Does Dylan Matter?: Richard F. Thomas’ Why Dylan Matters reflects on the literary importance of Dylan Richard F. Thomas’ Why Dylan Matters reflects on the literary importance of Dylan

The title Why Dylan Matters, professor Richard F. Thomas’ recent contribution to the ever-expanding field of Dylanology, is perhaps a bit of a misnomer. Thomas is a classicist who teaches a Harvard course on the relationship between Bob Dylan and … Continue reading Does Dylan Matter?: Richard F. Thomas’ Why Dylan Matters reflects on the literary importance of Dylan Richard F. Thomas’ Why Dylan Matters reflects on the literary importance of Dylan

A Dog, a Human Hand and the Survivor: “The Vanishing Season” by Joanna Schaffhausen Joanna Schaffhausen’s debut is undeniably gripping but at times predictable because of its two-dimensional characters.

●●●○○ The Vanishing Season is Joanna Schaffhausen’s debut novel, published December 5th, by HarperCollins. The novel recounts the story of Ellery Hathaway, a police officer in a sleepy town that is jolted to life. For the past three years, peculiarly … Continue reading A Dog, a Human Hand and the Survivor: “The Vanishing Season” by Joanna Schaffhausen Joanna Schaffhausen’s debut is undeniably gripping but at times predictable because of its two-dimensional characters.

Celebrating the life and achievements of Jonathan Swift, 350 years later. Three of Trinity’s experts shed light on their own relationships with one of our best-known alumni, and on why he still looms so large as a literary figure, 350 years after his birth.

October 30th was the 350th birthday of Jonathan Swift; writer, satirist, poet, and one of Trinity’s most illustrious alumni. Swift350 is being celebrated across Dublin this year. Author of works such as Gulliver’s Travels, A Modest Proposal and A Tale … Continue reading Celebrating the life and achievements of Jonathan Swift, 350 years later. Three of Trinity’s experts shed light on their own relationships with one of our best-known alumni, and on why he still looms so large as a literary figure, 350 years after his birth.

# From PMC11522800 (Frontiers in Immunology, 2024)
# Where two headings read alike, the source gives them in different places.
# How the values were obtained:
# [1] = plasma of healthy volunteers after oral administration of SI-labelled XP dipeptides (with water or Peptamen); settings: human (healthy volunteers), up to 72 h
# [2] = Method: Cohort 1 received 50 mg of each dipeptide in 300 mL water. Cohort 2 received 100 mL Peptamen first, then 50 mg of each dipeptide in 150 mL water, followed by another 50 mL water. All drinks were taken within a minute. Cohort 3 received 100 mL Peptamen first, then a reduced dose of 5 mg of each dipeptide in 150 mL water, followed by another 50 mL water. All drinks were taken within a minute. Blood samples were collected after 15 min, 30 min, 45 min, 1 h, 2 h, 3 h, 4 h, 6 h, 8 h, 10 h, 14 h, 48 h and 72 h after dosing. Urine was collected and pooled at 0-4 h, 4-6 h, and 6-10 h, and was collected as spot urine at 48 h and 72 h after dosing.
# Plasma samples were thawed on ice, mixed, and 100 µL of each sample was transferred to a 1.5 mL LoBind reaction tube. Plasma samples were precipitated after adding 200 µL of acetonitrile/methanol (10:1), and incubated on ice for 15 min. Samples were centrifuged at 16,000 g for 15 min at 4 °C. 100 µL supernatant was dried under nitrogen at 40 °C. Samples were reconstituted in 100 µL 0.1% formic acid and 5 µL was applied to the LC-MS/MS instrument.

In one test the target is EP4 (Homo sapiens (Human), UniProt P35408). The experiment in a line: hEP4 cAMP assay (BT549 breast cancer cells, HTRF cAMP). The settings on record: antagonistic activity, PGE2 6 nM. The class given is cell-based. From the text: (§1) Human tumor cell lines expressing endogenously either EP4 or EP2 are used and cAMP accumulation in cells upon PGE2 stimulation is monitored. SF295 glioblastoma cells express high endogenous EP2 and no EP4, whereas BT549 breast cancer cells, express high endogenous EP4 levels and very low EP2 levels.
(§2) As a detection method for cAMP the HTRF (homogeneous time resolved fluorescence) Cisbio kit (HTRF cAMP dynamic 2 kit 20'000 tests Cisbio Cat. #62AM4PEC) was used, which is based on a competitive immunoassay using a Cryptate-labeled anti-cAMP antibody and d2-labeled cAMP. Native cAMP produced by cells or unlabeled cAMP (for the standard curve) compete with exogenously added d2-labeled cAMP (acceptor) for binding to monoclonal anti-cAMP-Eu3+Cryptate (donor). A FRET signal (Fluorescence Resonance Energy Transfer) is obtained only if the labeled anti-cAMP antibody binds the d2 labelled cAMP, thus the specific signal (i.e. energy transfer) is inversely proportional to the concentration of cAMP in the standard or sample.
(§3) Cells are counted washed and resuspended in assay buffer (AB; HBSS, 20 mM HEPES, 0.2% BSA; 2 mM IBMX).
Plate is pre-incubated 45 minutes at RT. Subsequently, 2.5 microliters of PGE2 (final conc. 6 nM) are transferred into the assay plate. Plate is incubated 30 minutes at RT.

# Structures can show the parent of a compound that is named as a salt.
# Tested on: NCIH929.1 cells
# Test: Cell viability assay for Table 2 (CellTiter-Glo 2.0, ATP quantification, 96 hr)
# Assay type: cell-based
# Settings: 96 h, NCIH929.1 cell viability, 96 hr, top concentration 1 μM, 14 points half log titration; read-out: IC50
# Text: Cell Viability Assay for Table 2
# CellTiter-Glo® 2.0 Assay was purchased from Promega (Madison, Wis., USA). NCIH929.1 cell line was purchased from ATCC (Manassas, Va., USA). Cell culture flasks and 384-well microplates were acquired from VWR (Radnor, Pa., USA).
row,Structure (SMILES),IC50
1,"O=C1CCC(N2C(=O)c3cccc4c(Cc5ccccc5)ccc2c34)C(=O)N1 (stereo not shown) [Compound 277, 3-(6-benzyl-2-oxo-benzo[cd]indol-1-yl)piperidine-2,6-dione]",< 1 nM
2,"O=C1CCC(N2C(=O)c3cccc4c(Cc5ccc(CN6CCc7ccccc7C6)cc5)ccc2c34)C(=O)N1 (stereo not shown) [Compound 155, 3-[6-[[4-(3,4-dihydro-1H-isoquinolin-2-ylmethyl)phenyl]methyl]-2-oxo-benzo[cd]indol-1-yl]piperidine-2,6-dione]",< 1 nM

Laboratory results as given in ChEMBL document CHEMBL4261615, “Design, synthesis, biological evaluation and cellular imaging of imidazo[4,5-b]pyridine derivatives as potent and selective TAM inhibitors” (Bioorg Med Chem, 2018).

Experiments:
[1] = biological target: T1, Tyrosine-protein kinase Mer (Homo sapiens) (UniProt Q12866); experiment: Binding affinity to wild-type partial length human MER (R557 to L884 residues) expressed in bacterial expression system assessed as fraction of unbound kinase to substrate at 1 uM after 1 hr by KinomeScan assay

The Rooster Bar by John Grisham The Rooster Bar is equally reliable and refreshing, providing exciting thrills without forgoing consistency of style.

John Grisham’s latest offering, The Rooster Bar perfectly encapsulates his desire to let his writing evolve and keep his content current, never letting his high standards falter. Fans, new and returning, will be  treated to a classic Grisham legal thriller … Continue reading The Rooster Bar by John Grisham The Rooster Bar is equally reliable and refreshing, providing exciting thrills without forgoing consistency of style.

Fairytales with a haunting twist: “The Beginning of the World in the Middle of the Night” Jen Campbell swaps the horse and carriage for broken hearts and murder in her new collection of short stories.

●●●●● The Beginning of the World in the Middle of the Night, a collection of short stories by Jen Campbell, has recently been published by Two Road Books. This collection focuses on the conventions of the fairytale and turns it … Continue reading Fairytales with a haunting twist: “The Beginning of the World in the Middle of the Night” Jen Campbell swaps the horse and carriage for broken hearts and murder in her new collection of short stories.